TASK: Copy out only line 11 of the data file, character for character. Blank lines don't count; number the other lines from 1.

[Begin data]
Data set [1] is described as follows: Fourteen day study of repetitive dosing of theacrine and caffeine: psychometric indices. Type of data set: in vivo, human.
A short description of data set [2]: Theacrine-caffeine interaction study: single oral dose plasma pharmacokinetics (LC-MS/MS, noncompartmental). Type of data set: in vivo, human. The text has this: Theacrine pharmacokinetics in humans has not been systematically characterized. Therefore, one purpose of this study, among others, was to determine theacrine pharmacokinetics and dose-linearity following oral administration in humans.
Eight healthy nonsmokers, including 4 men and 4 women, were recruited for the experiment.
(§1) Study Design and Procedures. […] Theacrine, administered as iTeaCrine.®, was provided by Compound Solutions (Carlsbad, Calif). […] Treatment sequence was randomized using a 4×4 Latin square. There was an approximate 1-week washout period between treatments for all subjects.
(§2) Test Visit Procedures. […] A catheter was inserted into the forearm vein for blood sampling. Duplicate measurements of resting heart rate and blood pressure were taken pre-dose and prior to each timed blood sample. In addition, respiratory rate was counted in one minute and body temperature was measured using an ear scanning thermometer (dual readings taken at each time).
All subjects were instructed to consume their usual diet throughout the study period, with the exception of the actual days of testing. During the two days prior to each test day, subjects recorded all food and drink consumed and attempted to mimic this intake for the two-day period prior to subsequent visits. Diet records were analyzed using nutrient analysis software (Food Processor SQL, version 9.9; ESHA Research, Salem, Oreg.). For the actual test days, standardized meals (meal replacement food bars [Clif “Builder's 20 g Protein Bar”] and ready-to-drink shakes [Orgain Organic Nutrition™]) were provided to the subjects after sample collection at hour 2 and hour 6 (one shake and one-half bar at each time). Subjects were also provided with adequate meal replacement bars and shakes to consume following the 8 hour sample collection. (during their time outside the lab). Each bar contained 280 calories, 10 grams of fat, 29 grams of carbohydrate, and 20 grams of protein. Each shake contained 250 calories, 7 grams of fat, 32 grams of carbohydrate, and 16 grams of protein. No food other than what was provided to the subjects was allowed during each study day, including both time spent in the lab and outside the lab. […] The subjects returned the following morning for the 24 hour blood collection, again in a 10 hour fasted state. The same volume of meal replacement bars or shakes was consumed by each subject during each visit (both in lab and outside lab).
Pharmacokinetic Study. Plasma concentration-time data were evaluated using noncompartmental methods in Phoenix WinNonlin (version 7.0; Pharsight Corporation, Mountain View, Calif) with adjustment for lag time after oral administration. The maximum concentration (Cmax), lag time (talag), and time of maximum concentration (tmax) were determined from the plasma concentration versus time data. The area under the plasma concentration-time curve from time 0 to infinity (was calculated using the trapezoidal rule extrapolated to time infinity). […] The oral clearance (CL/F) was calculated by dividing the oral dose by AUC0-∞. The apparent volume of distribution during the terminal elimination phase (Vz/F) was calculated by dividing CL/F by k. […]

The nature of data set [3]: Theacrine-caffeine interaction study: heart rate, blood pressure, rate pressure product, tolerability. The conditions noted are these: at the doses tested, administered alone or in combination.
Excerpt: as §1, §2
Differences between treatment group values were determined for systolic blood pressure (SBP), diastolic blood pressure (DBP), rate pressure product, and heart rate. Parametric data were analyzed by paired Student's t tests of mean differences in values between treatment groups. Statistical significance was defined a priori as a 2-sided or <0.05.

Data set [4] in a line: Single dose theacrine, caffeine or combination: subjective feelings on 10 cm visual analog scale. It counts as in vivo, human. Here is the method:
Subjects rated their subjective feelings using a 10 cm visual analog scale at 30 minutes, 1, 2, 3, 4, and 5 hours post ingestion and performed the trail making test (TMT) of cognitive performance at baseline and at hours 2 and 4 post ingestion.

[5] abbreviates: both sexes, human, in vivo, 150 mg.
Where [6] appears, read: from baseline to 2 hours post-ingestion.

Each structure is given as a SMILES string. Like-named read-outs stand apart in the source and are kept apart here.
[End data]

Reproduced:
Data set [4] in a line: Single dose theacrine, caffeine or combination: subjective feelings on 10 cm visual analog scale. It counts as in vivo, human. Here is the method: